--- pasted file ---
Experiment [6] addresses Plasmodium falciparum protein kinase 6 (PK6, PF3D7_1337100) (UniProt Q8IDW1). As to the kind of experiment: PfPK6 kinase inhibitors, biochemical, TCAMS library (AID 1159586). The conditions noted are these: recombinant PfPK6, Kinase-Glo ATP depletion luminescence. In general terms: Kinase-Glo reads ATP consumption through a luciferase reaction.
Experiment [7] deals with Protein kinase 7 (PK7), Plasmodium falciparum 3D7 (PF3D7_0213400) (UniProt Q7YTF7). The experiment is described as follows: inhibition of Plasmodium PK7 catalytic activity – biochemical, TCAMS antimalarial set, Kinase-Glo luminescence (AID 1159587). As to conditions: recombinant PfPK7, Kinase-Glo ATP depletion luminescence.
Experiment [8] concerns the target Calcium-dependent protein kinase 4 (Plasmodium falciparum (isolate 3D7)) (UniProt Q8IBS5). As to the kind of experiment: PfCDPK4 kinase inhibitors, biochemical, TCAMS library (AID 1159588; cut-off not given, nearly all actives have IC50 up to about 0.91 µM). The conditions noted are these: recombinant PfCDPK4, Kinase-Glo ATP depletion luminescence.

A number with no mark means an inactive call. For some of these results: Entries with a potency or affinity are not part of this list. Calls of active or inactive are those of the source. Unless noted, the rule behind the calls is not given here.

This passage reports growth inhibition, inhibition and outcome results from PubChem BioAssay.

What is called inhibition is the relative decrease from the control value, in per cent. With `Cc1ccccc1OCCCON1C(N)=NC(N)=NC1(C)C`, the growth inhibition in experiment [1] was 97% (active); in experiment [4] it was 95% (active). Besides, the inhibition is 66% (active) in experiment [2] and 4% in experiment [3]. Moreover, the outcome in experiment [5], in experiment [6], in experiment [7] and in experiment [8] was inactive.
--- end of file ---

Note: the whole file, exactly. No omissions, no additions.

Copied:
Experiment [6] addresses Plasmodium falciparum protein kinase 6 (PK6, PF3D7_1337100) (UniProt Q8IDW1). As to the kind of experiment: PfPK6 kinase inhibitors, biochemical, TCAMS library (AID 1159586). The conditions noted are these: recombinant PfPK6, Kinase-Glo ATP depletion luminescence. In general terms: Kinase-Glo reads ATP consumption through a luciferase reaction.
Experiment [7] deals with Protein kinase 7 (PK7), Plasmodium falciparum 3D7 (PF3D7_0213400) (UniProt Q7YTF7). The experiment is described as follows: inhibition of Plasmodium PK7 catalytic activity – biochemical, TCAMS antimalarial set, Kinase-Glo luminescence (AID 1159587). As to conditions: recombinant PfPK7, Kinase-Glo ATP depletion luminescence.
Experiment [8] concerns the target Calcium-dependent protein kinase 4 (Plasmodium falciparum (isolate 3D7)) (UniProt Q8IBS5). As to the kind of experiment: PfCDPK4 kinase inhibitors, biochemical, TCAMS library (AID 1159588; cut-off not given, nearly all actives have IC50 up to about 0.91 µM). The conditions noted are these: recombinant PfCDPK4, Kinase-Glo ATP depletion luminescence.

A number with no mark means an inactive call. For some of these results: Entries with a potency or affinity are not part of this list. Calls of active or inactive are those of the source. Unless noted, the rule behind the calls is not given here.

This passage reports growth inhibition, inhibition and outcome results from PubChem BioAssay.

What is called inhibition is the relative decrease from the control value, in per cent. With `Cc1ccccc1OCCCON1C(N)=NC(N)=NC1(C)C`, the growth inhibition in experiment [1] was 97% (active); in experiment [4] it was 95% (active). Besides, the inhibition is 66% (active) in experiment [2] and 4% in experiment [3]. Moreover, the outcome in experiment [5], in experiment [6], in experiment [7] and in experiment [8] was inactive.